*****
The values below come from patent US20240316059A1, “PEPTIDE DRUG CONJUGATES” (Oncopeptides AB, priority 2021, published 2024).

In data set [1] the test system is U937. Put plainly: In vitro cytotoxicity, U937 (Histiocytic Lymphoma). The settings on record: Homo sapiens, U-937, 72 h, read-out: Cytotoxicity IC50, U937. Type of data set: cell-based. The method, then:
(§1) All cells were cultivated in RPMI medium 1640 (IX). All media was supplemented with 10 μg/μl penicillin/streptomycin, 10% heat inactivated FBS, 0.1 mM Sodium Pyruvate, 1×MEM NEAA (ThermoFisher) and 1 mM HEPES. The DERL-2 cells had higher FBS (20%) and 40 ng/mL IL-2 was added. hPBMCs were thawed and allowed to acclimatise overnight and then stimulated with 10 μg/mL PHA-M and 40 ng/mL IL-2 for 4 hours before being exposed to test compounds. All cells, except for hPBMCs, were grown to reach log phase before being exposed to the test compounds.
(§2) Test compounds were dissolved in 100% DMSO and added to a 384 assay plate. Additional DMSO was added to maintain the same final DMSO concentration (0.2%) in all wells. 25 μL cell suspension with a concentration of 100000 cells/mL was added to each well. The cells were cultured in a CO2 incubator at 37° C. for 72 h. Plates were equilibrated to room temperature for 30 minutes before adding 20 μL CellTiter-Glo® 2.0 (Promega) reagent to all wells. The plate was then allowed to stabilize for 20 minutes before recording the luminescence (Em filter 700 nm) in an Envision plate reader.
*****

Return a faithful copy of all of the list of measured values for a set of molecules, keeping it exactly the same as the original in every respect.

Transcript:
The values below come from patent US20240316059A1, “PEPTIDE DRUG CONJUGATES” (Oncopeptides AB, priority 2021, published 2024).

In data set [1] the test system is U937. Put plainly: In vitro cytotoxicity, U937 (Histiocytic Lymphoma). The settings on record: Homo sapiens, U-937, 72 h, read-out: Cytotoxicity IC50, U937. Type of data set: cell-based. The method, then:
(§1) All cells were cultivated in RPMI medium 1640 (IX). All media was supplemented with 10 μg/μl penicillin/streptomycin, 10% heat inactivated FBS, 0.1 mM Sodium Pyruvate, 1×MEM NEAA (ThermoFisher) and 1 mM HEPES. The DERL-2 cells had higher FBS (20%) and 40 ng/mL IL-2 was added. hPBMCs were thawed and allowed to acclimatise overnight and then stimulated with 10 μg/mL PHA-M and 40 ng/mL IL-2 for 4 hours before being exposed to test compounds. All cells, except for hPBMCs, were grown to reach log phase before being exposed to the test compounds.
(§2) Test compounds were dissolved in 100% DMSO and added to a 384 assay plate. Additional DMSO was added to maintain the same final DMSO concentration (0.2%) in all wells. 25 μL cell suspension with a concentration of 100000 cells/mL was added to each well. The cells were cultured in a CO2 incubator at 37° C. for 72 h. Plates were equilibrated to room temperature for 30 minutes before adding 20 μL CellTiter-Glo® 2.0 (Promega) reagent to all wells. The plate was then allowed to stabilize for 20 minutes before recording the luminescence (Em filter 700 nm) in an Envision plate reader.